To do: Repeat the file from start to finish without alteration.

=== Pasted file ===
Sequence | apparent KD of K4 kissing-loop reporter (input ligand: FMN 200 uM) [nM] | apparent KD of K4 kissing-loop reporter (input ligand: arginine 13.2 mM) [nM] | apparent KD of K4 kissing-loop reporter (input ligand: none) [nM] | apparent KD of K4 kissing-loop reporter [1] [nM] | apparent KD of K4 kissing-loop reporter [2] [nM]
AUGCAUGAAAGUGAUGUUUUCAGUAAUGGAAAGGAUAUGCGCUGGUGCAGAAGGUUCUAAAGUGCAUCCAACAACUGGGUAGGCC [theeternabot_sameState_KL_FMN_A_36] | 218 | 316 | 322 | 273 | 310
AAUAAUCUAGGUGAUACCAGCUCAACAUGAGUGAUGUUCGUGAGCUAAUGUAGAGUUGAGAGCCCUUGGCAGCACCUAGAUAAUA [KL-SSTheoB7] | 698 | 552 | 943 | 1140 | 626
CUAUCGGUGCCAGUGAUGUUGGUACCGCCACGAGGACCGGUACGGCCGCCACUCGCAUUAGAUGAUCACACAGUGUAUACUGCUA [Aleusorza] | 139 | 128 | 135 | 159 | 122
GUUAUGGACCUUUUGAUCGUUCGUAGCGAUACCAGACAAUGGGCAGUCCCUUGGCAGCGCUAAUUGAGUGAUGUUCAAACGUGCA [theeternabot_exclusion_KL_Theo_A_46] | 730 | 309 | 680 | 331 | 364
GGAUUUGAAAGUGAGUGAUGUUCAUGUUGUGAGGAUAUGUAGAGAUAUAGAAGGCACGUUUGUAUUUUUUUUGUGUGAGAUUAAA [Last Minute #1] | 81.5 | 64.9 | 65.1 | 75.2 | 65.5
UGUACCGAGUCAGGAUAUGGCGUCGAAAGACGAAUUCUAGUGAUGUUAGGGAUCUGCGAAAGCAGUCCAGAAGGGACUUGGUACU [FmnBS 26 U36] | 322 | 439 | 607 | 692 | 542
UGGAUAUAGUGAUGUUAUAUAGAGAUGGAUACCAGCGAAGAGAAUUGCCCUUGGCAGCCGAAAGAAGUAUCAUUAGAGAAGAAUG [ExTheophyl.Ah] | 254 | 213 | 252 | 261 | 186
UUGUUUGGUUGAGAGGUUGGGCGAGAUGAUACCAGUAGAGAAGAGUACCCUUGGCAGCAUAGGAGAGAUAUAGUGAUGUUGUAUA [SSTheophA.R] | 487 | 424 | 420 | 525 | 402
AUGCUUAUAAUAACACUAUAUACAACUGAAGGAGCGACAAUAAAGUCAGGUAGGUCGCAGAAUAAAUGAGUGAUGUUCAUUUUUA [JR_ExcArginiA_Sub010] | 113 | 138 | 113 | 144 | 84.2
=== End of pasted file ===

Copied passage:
Sequence | apparent KD of K4 kissing-loop reporter (input ligand: FMN 200 uM) [nM] | apparent KD of K4 kissing-loop reporter (input ligand: arginine 13.2 mM) [nM] | apparent KD of K4 kissing-loop reporter (input ligand: none) [nM] | apparent KD of K4 kissing-loop reporter [1] [nM] | apparent KD of K4 kissing-loop reporter [2] [nM]
AUGCAUGAAAGUGAUGUUUUCAGUAAUGGAAAGGAUAUGCGCUGGUGCAGAAGGUUCUAAAGUGCAUCCAACAACUGGGUAGGCC [theeternabot_sameState_KL_FMN_A_36] | 218 | 316 | 322 | 273 | 310
AAUAAUCUAGGUGAUACCAGCUCAACAUGAGUGAUGUUCGUGAGCUAAUGUAGAGUUGAGAGCCCUUGGCAGCACCUAGAUAAUA [KL-SSTheoB7] | 698 | 552 | 943 | 1140 | 626
CUAUCGGUGCCAGUGAUGUUGGUACCGCCACGAGGACCGGUACGGCCGCCACUCGCAUUAGAUGAUCACACAGUGUAUACUGCUA [Aleusorza] | 139 | 128 | 135 | 159 | 122
GUUAUGGACCUUUUGAUCGUUCGUAGCGAUACCAGACAAUGGGCAGUCCCUUGGCAGCGCUAAUUGAGUGAUGUUCAAACGUGCA [theeternabot_exclusion_KL_Theo_A_46] | 730 | 309 | 680 | 331 | 364
GGAUUUGAAAGUGAGUGAUGUUCAUGUUGUGAGGAUAUGUAGAGAUAUAGAAGGCACGUUUGUAUUUUUUUUGUGUGAGAUUAAA [Last Minute #1] | 81.5 | 64.9 | 65.1 | 75.2 | 65.5
UGUACCGAGUCAGGAUAUGGCGUCGAAAGACGAAUUCUAGUGAUGUUAGGGAUCUGCGAAAGCAGUCCAGAAGGGACUUGGUACU [FmnBS 26 U36] | 322 | 439 | 607 | 692 | 542
UGGAUAUAGUGAUGUUAUAUAGAGAUGGAUACCAGCGAAGAGAAUUGCCCUUGGCAGCCGAAAGAAGUAUCAUUAGAGAAGAAUG [ExTheophyl.Ah] | 254 | 213 | 252 | 261 | 186
UUGUUUGGUUGAGAGGUUGGGCGAGAUGAUACCAGUAGAGAAGAGUACCCUUGGCAGCAUAGGAGAGAUAUAGUGAUGUUGUAUA [SSTheophA.R] | 487 | 424 | 420 | 525 | 402
AUGCUUAUAAUAACACUAUAUACAACUGAAGGAGCGACAAUAAAGUCAGGUAGGUCGCAGAAUAAAUGAGUGAUGUUCAUUUUUA [JR_ExcArginiA_Sub010] | 113 | 138 | 113 | 144 | 84.2